Much as I would like to report that See ‘Em on Stage’s “Titus Andronicus” is an exploration of a civilization without a governing moral compass or an investigation into our knotty obsession with violence as amusement, that would miss the point of director Christopher Bentivegna’s lusty production.
Bentivegna aims to push — if not pound — the audience’s responsive buttons by rivaling the gore and bloodshed of such movie-makers as Quentin Tarantino and Robert Rodriguez.
As in all revenge dramas, from Aeschylus’ “The Oresteia” on down, violence begets violence and blood will have blood.
After returning triumphantly to Rome, war-weary General Titus Andronicus (Ron Gural) is offered the imperial crown, which he declines, throwing his influence behind the previous emperor’s eldest son Saturninus (Clint Johnson), but not before, in retribution for his losses, he sacrifices the eldest son of Tamora (Trina Beck), the conquered queen of the Goths.
Titus also offers Saturninus his only daughter Lavinia (Kali Russell), but Lavinia renounces the newly crowned emperor in favor of his brother, Bassianus (Eli Timm).
Surprisingly, the easily enchanted Saturninus, who has a penchant for sudden shouting, chooses the dangerously voluptuous Tamora as his empress and sets free her two devilish sons Chiron (Nathaniel Twarog) and Demetrius (Kyle Woods) as well as her psychopathic lover Aaron the Moor (Monica Harris).
Consumed with revenge, Tamora vows bloody havoc on Titus’ entire family.
Spurred on by Aaron, Tamora’s skin-headed doppelganger sons rape and mutilate Lavinia, murder her husband and frame her brother for the crime, resulting in his gruesome execution.
Flushed with grief, and presumably insane, Titus achieves cannibalistic retribution in a dinner scene that bursts into a bacchanal of fevered carnage.
The sheer brutality of “Titus Andronicus” terrifies most producers, but Bentivegna and his fearless crew aren’t known for playing it safe, and they go at it full-bore without hiding behind any glib B-movie self-mockery.
The ghastly acts of violence, such as the disembodiment of Titus’ hand and the stabbing death of Bassianus, designed by Alexander Osborn, are amazingly realistic — although some of the second act gore elicited laughter.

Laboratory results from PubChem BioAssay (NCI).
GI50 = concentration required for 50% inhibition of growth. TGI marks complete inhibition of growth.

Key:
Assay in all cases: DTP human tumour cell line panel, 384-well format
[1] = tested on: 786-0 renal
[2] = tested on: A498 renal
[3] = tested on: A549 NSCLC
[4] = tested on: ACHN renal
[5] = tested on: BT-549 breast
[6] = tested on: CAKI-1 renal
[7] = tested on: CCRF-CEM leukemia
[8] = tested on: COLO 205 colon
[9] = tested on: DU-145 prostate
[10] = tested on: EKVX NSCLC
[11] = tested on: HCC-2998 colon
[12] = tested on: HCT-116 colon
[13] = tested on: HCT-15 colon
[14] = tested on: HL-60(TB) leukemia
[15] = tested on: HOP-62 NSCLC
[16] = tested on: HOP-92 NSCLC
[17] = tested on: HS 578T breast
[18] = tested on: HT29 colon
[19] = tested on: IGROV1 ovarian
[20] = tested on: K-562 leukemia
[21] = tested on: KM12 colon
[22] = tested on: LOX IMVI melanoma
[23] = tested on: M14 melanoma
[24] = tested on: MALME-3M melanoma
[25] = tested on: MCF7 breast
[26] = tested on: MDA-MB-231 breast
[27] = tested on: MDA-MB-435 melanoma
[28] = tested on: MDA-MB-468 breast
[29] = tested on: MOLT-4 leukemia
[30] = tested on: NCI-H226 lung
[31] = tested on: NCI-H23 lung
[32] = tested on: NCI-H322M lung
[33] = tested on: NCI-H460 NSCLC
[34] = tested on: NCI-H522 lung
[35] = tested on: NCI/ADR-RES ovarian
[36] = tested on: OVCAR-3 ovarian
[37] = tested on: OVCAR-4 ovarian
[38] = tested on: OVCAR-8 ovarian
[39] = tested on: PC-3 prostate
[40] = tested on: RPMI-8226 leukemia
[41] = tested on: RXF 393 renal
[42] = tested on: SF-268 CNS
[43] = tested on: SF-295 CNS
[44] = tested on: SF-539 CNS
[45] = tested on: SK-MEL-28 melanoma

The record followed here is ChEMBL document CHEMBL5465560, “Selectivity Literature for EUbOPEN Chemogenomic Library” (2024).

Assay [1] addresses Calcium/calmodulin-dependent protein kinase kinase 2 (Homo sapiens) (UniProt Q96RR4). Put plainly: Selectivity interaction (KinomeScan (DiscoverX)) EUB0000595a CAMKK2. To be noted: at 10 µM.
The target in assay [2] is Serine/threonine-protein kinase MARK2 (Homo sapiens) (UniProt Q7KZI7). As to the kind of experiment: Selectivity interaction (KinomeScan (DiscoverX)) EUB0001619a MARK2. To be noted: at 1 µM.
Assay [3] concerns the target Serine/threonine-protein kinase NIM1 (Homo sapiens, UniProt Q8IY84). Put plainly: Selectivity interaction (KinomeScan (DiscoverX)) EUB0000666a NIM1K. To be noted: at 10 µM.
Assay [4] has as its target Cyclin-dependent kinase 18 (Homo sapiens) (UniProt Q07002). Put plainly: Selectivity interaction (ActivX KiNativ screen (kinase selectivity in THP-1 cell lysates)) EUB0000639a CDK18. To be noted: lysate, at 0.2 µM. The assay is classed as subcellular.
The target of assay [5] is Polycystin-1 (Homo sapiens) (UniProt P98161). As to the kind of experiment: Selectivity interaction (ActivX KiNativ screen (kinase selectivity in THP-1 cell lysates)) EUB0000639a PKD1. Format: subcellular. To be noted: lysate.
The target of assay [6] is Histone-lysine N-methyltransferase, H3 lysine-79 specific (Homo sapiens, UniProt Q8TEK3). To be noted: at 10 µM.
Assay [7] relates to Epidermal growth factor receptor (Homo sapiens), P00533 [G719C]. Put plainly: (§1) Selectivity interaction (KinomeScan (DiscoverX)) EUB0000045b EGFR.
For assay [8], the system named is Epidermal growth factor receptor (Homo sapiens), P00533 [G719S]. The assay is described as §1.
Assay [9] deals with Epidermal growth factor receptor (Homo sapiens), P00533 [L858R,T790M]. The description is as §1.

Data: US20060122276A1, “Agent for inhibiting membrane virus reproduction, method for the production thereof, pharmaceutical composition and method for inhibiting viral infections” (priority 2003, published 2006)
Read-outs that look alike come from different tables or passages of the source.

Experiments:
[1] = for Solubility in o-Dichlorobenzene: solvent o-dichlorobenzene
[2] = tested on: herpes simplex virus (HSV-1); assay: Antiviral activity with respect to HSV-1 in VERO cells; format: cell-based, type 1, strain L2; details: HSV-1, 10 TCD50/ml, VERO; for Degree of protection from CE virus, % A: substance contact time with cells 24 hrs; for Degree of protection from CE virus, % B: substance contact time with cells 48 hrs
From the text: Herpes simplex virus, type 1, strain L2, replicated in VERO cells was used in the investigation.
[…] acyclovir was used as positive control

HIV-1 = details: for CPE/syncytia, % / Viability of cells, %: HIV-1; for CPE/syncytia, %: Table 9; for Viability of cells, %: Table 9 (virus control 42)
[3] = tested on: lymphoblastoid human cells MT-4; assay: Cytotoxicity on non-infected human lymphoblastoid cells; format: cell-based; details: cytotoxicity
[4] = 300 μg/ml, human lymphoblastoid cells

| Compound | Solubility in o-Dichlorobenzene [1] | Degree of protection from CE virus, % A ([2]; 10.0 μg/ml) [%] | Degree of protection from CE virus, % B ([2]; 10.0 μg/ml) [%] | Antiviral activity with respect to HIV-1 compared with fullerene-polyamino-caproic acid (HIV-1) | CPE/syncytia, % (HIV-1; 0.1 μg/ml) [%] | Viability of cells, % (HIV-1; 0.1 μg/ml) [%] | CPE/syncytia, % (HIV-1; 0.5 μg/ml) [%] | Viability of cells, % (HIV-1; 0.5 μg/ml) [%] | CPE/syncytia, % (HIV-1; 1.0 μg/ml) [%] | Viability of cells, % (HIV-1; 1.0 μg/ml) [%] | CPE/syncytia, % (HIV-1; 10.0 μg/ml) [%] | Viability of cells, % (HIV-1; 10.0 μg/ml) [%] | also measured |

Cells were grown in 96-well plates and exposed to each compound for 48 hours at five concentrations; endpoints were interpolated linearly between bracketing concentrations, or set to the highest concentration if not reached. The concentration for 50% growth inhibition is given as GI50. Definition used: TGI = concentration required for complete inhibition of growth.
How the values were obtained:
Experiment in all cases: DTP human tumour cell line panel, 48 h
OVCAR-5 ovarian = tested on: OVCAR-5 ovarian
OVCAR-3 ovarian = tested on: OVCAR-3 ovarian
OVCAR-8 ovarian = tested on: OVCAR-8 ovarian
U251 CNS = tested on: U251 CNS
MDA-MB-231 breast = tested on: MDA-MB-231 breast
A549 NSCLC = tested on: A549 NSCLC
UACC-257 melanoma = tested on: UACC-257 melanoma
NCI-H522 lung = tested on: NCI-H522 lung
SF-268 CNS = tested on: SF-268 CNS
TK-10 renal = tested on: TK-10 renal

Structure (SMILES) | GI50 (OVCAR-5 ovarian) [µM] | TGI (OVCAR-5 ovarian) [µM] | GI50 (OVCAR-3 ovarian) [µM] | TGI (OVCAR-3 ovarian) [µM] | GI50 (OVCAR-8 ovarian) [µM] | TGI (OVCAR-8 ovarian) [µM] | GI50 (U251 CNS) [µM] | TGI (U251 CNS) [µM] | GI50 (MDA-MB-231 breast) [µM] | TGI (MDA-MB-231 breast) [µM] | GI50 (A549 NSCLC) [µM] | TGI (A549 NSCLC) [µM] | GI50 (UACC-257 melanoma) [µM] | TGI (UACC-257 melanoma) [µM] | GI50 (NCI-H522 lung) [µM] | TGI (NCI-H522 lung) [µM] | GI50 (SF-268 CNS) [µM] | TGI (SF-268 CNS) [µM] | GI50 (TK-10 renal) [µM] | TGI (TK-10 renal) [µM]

All of the actors give exuberant if unruly performances. Sections of the action disappoint due to some clumsy blocking and prosaic line readings.
Even in a production stressing violence, the vocal necessities of Shakespeare’s blank verse don’t disappear. There is plenty of the expected emoting, screaming and groaning, and everyone’s performance — save Gural's — would benefit from a little restraint.
Like many American actors, this ensemble relishes the passion of emotional release but sometimes sacrifices the taut, tantalizing building of tension.
While few local directors match Bentivegna’s risky vision and theatrical passion, stage composition has yet to prove his strong point. One could only wish for the sharpness, control and precision of the curtain call displayed in all the staging.
Gural, a seasoned, intelligent actor — perhaps better suited for Marcus (Mary Pauley), Titus’ remarkably sane brother — lacks the military bearing of a Roman general. But unlike his unbridled castmates, he thankfully doesn’t plumb the depths of despair and outrage.
Gural's understated performance suffers because it is out of sync with the boisterous, highly externalized performances of his peers.
Beck, like Gural, handles the verse more effectively than most, and her vicious temptress is marred only by moments of shrill.
Harris exudes a terrifying maliciousness as the unrepentant and consummately evil Aaron, but hits her peak early on, leaving little room to grow.
Johnson with his shimmering gold jacket and “Peaky Blinders” haircut has great fun as the prissy Saturninus, although at times he seems to be acting in a different play.
Bentivegna’s valiant company might have been better off jettisoning Shakespeare altogether by reinventing the tale of Titus on their own and to their own liking and purpose. After all, that’s what Shakespeare himself did.
WHEN: Through Nov. 5
WHERE: Allways Theatre, 2240 St. Claude Ave.
TICKETS: $25 - $30
INFO: seosaproductioncompany.com or (504) 250-6483